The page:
Mike Zombie has released his highly-anticipated album, Humble Genius. This third studio album was entirely produced by Mike Zombie, and contains only New Jersey features from Trev Rich, Connect and Benzi Ayo, giving Mike and crew all the space they need for this East Coast lyrical exercise on the music industry!
Fans will also be excited for the 14-track album, which contains the full version of the “Underdog” single Mike exclusively premiered on our March That NJ Ish segment. Earlier this month, Mike Zombie gave a special preliminary interview on Hot 97’s Ebro in the Morning show that you can check out below.
Read on for our talk with Mike Zombie, and make sure you cop the album on iTunes here.
Kanye West said it best when he asked, “You want me to be great, but you don’t ever want me to say I’m great?” Well, that’s not a problem for the select few people in the world who believe that your own greatness should be spoken on (if it’s true), and it’s certainly not a problem for Mike Zombie, who wakes up every day knowing he’s secured his future in the best way possible.
Zombie’s manager and older brother, James Coleman, says of the album’s progression:
“This is Mike in rare form. He’s always been building himself, and working on his craft, but this is his best work. He always knew he was great. When Drake first called him to work, he told [the family] about it like it was nothing. He was happy, but he said it so normal.”
We had the chance to follow Mike Zombie for two days at his Humble Genius album listening party, and a special event in New York the following day, where he opened up to us exclusively about his thought process while creating this project.
LifeIsTremendez: How is this album better than your last 2 projects? What’s been your progression thus far?
Mike Zombie: The progression is that I’m definitely more positive about life this album. It’s different from Rebel Without A Cause, because that was a lot darker. I wanted to make something that people could bump and have a good time to. This is definitely a summer album. What I’m talking about on here, I’m real aggressive and straight-forward with how things are. It’s in an upbeat way, it’s an arrogant way. It’s like I know I’m good at what I do. It’s definitely a faster-paced album. The production is the best I’ve ever done; it’s all cohesive. By the time you’re done, you’ll be like ‘How the fuck did I get here?’ Even with the album cover, I didn’t want it to be exactly like The Carter 3, but I wanted to pay homage to one of my favorite albums.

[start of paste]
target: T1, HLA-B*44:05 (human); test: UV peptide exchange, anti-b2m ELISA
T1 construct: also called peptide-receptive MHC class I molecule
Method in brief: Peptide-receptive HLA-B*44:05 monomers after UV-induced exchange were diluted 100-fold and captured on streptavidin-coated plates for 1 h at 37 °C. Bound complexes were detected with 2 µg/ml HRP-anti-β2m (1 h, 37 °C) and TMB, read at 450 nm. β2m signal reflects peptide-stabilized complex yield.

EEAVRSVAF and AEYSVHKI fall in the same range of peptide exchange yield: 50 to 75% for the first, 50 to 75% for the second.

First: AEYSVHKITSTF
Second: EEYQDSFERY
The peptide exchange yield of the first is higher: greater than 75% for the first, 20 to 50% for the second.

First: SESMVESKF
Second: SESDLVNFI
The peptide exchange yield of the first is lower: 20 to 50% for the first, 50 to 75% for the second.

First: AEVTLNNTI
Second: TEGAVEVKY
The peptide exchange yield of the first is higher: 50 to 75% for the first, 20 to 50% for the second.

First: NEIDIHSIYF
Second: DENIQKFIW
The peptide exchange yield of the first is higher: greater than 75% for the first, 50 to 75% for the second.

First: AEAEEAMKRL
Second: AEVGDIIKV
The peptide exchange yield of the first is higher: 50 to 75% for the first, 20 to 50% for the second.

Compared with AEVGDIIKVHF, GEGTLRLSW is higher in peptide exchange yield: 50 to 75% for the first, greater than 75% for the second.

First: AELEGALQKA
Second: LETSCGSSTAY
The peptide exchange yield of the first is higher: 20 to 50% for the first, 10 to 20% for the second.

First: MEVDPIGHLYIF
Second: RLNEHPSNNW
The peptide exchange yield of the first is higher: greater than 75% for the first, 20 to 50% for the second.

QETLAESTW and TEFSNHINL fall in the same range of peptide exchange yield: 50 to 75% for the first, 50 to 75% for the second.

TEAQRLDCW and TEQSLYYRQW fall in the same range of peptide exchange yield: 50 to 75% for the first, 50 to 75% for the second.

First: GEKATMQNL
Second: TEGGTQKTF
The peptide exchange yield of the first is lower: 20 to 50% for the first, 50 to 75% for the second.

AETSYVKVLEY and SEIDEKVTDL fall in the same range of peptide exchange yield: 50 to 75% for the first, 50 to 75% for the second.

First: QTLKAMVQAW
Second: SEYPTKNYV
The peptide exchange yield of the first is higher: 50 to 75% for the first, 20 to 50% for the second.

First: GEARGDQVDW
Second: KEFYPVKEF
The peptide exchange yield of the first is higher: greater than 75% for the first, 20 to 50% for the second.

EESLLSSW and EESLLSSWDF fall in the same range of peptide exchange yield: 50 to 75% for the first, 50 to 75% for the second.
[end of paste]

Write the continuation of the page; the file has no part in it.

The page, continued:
LIT: Do you think there’s really a discrepancy between North Jersey and South Jersey artists?
MZ: Nah. As long as everybody keeps fucking with each other and keeps working with each other, the music is going to do its thing. I’m going to keep working with Charlie Heat. Go fuck with Albee-Al, Dougie F., ya know? I don’t think anybody honestly says ‘Fuck South Jersey, fuck North Jersey,” that’s just Twitter stuff. Nobody really thinks that.
LIT: What kind of stories are we going to get on this album? We learned a lot about your hometown on The End of The Beginning, but are we getting more ‘Industry Mike’ this time around?
MZ: It’s a mix of both, honestly. This is just where I feel like I am with life right now. I feel like next time I go in on a project or maybe next year, I’ll be talking about different things that I can’t even imagine. In the first song, I was talking about how I was in Miami right before my checks started hitting from music. I was talking to Buckeey, and we were supposed to go out on a date, but I ain’t have no money. That shit was weird to me, but it’s a story to tell.
LIT: You and I are from the same town. What do you say to the people in Willingboro that just refuse to, or think they can’t go out and follow their dreams, not necessarily to do what you’re doing, but in any capacity?
MZ: They’re wrong! (laughs) Mir Trillz is going crazy right now. Especially now, I’m willing to work with anybody and help, if they’re from Jersey, if they’re from Willingboro. I remember how it was when I was like ‘Damn, yo. I would die to have a track with, let’s say, Joey Jihad’ and I knew what that what do for me, and what that would do for other people.
You just gotta stay consistent because you never know who’s watching; you’d be surprised at who you think aint watching, but they are. Everybody’s watching. I just do what I do, and I do it to the best of my ability. That doesn’t mean that I can’t sit on this couch with someone else who does what I do. People are scared to help other people. Just stay focused. you can’t even let yourself have that (negative) though. All you gotta hear is “It’s a go.”
The day after his album listening party, Mike Zombie appeared on Ebro Darden’s Beats1 show (Mike Zombie Borough Check Takeover) to discuss working with Drake, his upcoming Humble Genius project, share an exclusive Bell Biv DeVoe-influenced beat and give the fans a world premiere of “Diamonds.”
Photo credit: @God_Fist